Montana Secretary of State

Montana Business Spotlight: Veteran-owned 1889 Coffee House proud to be in Montana

“We’re so glad we did it, it was well worth it.”

Note: National Veterans Small Business Week was celebrated across the country from Nov. 1-5, 2021, according to the U.S. Small Business Administration. The Montana Secretary of State’s Office would like to thank all of the veteran-owned businesses in Montana.

HELENA, Mont. – Brett Wiensch didn’t plan on owning a coffee shop. But, as it often does, life has a funny way of presenting an opportunity.

“It all started when I lost my job, or I would have had to relocate, and I didn’t want to relocate – my kids were in school and all that stuff here, we have been in Helena since 1994 – so I had to come up with something to do,” recalled Wiensch. “My youngest daughter was graduating college and she wanted to (open) a bakery; she was working at a local bakery here, so I said, ‘Let’s build a coffee shop or a sandwich/food place.’

“We finally came up with wanting to do coffee, but we wanted to do real food, good food, not just processed stuff, and we wanted to have some place where you could sit and entertain, come up as a family, come in as a business or student.”

Wiensch knew he wanted a name that honored Montana, one that didn’t emulate current businesses donning the likes of “406” or “Sleeping Giant” and the like.

“I started thinking 1889 because I saw it on a bourbon bottle in Bozeman,” he laughed. “I didn’t know what it was at the time. I said, ‘1889, what’s that?’ When I found out what it was, I thought, ‘How cool is that? We’re four or five blocks from the state capitol, 1889.'”

In November of 2018, 1889 Coffee House officially opened its doors and Wiensch has been blown away by the support ever since.

“It was cool because we didn’t advertise or market, really. … We just opened the doors. People came in, and the best part about it, I figured in Helena, people would give you a chance,” said Wiensch. “The fun part was, very few people knew what 1889 meant, so there was a good conversation piece there. … They would come in and get coffee, but then they would look at our menu and be like, ‘What, you have ruebens? You have pastrami sandwiches?’ At the time we had a fried bologna sandwich. And then when they find out we slice all of the meat here in house, we do Boar’s Head meat, which is a very, very high-quality meat. And then they say, ‘Oh, you do breakfast?’ ‘Yeah, we make all your burritos when you order them. We wrap them when you order them, we don’t just stick them in a microwave and heat them up.’ They’re like, ‘Oh my gosh, you crack your own eggs?’”

“What that was doing was forcing them to come back,” he continued, “because all they were coming in for was the coffee, but then they come back and try our burritos or sandwiches or whatever it was, and they would say, ‘This is more than a coffee place.’”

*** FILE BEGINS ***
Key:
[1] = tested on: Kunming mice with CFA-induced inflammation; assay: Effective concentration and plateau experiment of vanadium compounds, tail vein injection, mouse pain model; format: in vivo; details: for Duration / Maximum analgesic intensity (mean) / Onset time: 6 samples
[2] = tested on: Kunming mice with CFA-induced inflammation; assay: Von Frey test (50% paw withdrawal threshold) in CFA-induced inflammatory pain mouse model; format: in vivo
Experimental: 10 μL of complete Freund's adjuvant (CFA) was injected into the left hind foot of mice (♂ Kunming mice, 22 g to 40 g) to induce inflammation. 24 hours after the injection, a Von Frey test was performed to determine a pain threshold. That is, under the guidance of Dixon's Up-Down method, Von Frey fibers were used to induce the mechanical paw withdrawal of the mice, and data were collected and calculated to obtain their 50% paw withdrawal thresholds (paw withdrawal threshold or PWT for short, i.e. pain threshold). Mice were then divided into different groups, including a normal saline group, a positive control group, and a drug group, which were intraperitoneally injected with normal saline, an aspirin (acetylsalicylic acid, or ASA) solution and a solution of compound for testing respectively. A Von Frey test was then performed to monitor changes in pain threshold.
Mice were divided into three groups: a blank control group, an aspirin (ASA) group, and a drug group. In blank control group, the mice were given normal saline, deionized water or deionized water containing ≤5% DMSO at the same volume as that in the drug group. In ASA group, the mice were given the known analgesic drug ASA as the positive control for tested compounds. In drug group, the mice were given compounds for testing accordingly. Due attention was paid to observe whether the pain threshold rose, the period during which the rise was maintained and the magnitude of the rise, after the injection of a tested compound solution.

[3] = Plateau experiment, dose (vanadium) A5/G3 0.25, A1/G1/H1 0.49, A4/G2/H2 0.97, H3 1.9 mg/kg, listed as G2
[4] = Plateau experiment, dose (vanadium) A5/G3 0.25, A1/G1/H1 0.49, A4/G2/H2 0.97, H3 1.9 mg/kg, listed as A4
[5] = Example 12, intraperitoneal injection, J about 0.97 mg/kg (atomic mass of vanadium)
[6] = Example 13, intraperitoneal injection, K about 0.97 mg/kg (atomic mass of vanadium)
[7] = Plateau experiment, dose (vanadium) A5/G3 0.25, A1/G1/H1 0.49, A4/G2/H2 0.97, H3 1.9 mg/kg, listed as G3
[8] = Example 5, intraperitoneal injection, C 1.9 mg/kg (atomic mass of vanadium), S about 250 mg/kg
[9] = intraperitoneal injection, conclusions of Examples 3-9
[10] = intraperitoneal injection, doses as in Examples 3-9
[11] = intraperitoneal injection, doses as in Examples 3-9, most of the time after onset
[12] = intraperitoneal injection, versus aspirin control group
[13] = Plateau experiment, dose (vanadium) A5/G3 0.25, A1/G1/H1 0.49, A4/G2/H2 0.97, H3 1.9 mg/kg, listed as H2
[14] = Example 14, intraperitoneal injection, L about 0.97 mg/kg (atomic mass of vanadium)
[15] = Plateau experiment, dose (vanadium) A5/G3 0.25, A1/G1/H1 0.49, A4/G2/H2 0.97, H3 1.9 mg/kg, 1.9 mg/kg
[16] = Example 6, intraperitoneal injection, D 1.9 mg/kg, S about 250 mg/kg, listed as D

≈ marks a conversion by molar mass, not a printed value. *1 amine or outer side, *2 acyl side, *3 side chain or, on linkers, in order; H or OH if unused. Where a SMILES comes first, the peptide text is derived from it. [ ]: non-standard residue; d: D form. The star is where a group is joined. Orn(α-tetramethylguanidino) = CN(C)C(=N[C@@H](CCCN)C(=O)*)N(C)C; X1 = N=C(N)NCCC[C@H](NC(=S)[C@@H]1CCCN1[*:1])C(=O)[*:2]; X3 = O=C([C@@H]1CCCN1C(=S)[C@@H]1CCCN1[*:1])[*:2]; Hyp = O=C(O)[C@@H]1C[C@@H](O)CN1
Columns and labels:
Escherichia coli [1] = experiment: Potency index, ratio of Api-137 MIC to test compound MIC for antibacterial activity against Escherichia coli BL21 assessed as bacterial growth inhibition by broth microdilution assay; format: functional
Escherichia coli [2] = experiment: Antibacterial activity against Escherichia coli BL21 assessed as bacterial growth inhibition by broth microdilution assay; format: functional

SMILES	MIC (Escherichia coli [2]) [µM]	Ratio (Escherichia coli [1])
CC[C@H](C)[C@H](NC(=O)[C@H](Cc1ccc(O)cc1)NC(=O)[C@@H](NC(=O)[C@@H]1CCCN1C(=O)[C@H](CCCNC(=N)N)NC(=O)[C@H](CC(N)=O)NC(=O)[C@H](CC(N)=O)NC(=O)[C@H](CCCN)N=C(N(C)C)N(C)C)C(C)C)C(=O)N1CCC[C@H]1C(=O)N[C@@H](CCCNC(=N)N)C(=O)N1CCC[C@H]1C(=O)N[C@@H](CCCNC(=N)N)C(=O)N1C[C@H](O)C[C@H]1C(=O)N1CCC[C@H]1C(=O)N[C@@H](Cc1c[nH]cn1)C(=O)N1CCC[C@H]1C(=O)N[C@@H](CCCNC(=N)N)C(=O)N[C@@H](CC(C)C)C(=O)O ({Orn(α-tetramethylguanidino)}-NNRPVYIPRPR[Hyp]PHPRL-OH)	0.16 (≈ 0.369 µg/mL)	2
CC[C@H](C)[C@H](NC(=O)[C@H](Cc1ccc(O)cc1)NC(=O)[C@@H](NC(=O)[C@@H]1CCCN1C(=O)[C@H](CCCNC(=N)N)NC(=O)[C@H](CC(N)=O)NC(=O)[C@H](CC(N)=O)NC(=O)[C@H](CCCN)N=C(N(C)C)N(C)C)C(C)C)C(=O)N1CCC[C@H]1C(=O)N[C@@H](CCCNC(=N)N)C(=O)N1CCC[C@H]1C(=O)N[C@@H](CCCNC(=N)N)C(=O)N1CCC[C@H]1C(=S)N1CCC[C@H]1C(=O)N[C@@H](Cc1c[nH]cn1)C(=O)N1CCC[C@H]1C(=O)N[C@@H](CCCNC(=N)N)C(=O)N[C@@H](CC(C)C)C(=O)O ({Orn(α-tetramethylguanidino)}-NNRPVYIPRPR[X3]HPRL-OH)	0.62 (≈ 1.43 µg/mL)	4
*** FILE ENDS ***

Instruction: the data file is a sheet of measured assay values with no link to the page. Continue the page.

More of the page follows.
One of Wiensch’s biggest priorities wasn’t related to the menu, but offering a space where guests could have a conversation, conduct business or even study. An upstairs space offered 1889 Coffee House guests exactly that.

“If I had a dime for every time someone did a business deal here, I would probably have this thing paid off,” Wiensch laughed. “It’s kind of cool to watch the amount of people that have done interviews here, you know? It’s nice to see the different things that go on here with family and friends, seeing people get together.”

Wiensch enjoys visiting with guests of all backgrounds, but takes special pride in seeing veterans appreciate 1889’s coffee, menu and atmosphere.

“Being a veteran myself — I still have a Marine Corps (employee) working for me, we’ve had a young lady that went off to the Coast Guard, we’ve had a young man that went off to the Marine Corps, we’ve had Air Force, the Army; we’ve had an array of people work for us,” said Wiensch. “We also have a couple people getting ready to go into the military or ROTC, and that’s great. I think it’s awesome that young men and women are wanting to go out and serve our country and do all that.”

“My thing was, what could I do for my veteran brothers and sisters?” Wiensch continued. “One of the things was, we opened on Veterans Day. That was a big thing to us. We couldn’t open on (Montana) Statehood, Nov. 8, so I asked the city if I could at least open on Veterans Day, and they allowed it, which was great. With that being said, we want to blow this up every year. We want to give a discount to any veteran. I coach my team, if you see someone come in wearing a (military) hat or a shirt, tell them, ‘You get a 10-percent discount if you’re a veteran.’ … We want to try to honor that as much as we can. We do free coffee for veterans every Veterans Day. … It’s hard because I’ve lost friends, a lot of us in the military and personal life have, to suicide, and that’s something I’m trying to work with the VA on now, ways that we can maybe help with the mental illness side. Again, I’m one guy in a coffee house, but whatever awareness we can do to help, we’ll try to invest our time, energy and money we have for that stuff to our veterans. I don’t think I can ever do enough, but if I can help one servicemember, I want to do it. It hits home for a lot of reasons.”

1889 Coffee House will celebrate its third anniversary this Veterans Day, Nov. 11, 2021, and Wiensch is quick to share his appreciation to the community of Helena and Montana.

“I do wish I would have done this a bit earlier, but I’m glad I’m doing it now because I have both of my daughters that work here. This is going to be their future, not mine,” he said. “I’m eventually going to step away and be the guy that’s hopefully sitting down with my veteran buddies downstairs drinking some coffee and eating some delicious food, and they can run the show. That’s what our ultimate goal is.”

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